As we all know, the Constitution is the divinely ordained document that guides American leaders’ every action. Unfortunately, however, the divine being who wrote our constitution through the pens of the Founding Fathers inexplicably chose not to grant them eternal life. In their absence, we have been forced to turn to mortal men (and, recently, a few women) to interpret the words of our lord and savior James Madison. I am presently taking a course on the constitutional law of civil rights, so I have had the opportunity to immerse myself in the wisdom of these arbiters of America’s holy piece of hemp paper, and I made a startling discovery: somewhere in the course of American history, God died.
In Bradwell v. Illinois, a woman named Myra Bradwell had the gall to apply for a license to practice law. Within a concurrence by Justice Joseph P. Bradley (with whom Justices Swayne and Field joined), a passionate Presbyterian, we find God’s presence in the constitution. Bradley explains that in addition to the obvious place of women in the natural order of the world, divine law itself clarifies the issue. He says, “the constitution of the family organization, which is founded in the divine ordinance, as well as in the nature of things, indicates the domestic sphere as that which properly belongs to the domain and functions of womanhood.” Voila! Divine ordinance. God, the same God that once spoke through James Madison’s holy pen, has spoken again, and he says that “the paramount destiny and mission of women is to fulfill the noble and benign offices of wife and mother.” This is the law of the Creator. Women belong in the “domestic sphere,” and as the Constitution builds on Christian ideals (as many who oppose gay marriage would tell you), it incorporates that all-important divine law.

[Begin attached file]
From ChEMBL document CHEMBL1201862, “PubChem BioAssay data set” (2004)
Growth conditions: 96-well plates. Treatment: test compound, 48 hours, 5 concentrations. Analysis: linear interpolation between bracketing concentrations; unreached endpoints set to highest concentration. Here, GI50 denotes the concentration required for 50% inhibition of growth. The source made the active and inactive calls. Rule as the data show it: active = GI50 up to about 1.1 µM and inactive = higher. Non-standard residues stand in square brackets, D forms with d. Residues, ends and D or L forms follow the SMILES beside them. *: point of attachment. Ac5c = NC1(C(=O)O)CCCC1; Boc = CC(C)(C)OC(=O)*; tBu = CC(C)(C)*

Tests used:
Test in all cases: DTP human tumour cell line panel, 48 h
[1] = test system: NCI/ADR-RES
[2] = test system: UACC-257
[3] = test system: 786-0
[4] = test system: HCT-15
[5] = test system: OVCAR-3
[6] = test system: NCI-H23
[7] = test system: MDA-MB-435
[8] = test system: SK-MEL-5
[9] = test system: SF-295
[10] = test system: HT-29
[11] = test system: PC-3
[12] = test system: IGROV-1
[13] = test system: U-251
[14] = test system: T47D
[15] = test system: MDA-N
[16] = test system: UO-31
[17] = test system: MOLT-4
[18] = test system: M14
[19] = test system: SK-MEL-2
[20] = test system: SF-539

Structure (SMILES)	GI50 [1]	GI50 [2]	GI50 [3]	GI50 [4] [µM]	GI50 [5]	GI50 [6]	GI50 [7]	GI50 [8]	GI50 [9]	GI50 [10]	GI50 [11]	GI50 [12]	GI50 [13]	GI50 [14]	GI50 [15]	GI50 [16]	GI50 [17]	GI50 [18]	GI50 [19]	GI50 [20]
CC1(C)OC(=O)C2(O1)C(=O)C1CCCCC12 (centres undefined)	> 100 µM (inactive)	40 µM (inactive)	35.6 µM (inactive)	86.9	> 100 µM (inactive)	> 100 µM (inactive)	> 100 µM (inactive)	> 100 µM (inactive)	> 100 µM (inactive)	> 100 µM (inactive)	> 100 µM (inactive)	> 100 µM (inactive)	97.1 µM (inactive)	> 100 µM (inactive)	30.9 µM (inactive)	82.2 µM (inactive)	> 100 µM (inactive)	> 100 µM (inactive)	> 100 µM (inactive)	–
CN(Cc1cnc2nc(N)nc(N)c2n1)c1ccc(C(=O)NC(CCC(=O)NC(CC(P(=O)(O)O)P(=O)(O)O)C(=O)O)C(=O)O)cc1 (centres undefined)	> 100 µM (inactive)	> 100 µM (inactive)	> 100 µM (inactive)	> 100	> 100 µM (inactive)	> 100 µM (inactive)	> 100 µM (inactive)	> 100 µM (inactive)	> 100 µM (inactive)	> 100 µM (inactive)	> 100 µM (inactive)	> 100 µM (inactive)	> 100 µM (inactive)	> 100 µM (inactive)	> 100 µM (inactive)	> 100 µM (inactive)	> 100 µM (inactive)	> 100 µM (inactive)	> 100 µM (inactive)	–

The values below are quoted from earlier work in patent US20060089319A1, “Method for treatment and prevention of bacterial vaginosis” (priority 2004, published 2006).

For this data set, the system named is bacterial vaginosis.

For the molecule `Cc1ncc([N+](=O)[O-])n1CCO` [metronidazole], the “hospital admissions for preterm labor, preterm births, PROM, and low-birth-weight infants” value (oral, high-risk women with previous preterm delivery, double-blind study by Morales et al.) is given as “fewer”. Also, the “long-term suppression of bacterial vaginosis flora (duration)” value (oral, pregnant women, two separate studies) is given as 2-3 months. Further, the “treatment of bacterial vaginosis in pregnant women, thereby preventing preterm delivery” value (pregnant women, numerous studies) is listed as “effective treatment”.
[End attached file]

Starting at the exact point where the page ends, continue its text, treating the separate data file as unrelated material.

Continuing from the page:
Why, then, are modern women choosing to disobey God’s express orders, as explained by His holy prophet Joseph Bradley? Again, we must turn to the Supreme Court for answers. In Reed v. Reed a separated husband and wife, Sally and Cecil Reed, were in disagreement over who should manage their deceased son’s estate. Idaho code, evidencing a clear understanding of divine law, made clear that in determining who should administer an estate, men should always be preferred to women. According to God’s chosen prophet Joseph Bradley, this should have been an open and shut case. Obviously the husband was the preferable choice. After all, administration of an estate does not fall within the “paramount destiny and mission of women.” And yet the Court disagreed. Chief Justice Burger, deranged liberal that he clearly was, managed to persuade all of the other eight justices that distinctions based on gender should no longer be part of America’s divinely ordained Constitution. And not one of the nine justices was immediately struck down by lightning!
How to reconcile this? Given God’s omniscient, omnipotent nature, we surely could not just “slip one by Him,” so what changed? There is only one explanation. Somewhere in the 98 years between Bradwell and Reed, God died. This seems drastic, I know, but how else to explain a divine being letting his mortal voices disobey His plan? There is simply no other explanation. May He rest in peace.
In loving memory of God, 9800 B.C. – 1971.
This article was written by A.J. Jeffries. Click here to see more of A.J.’s work.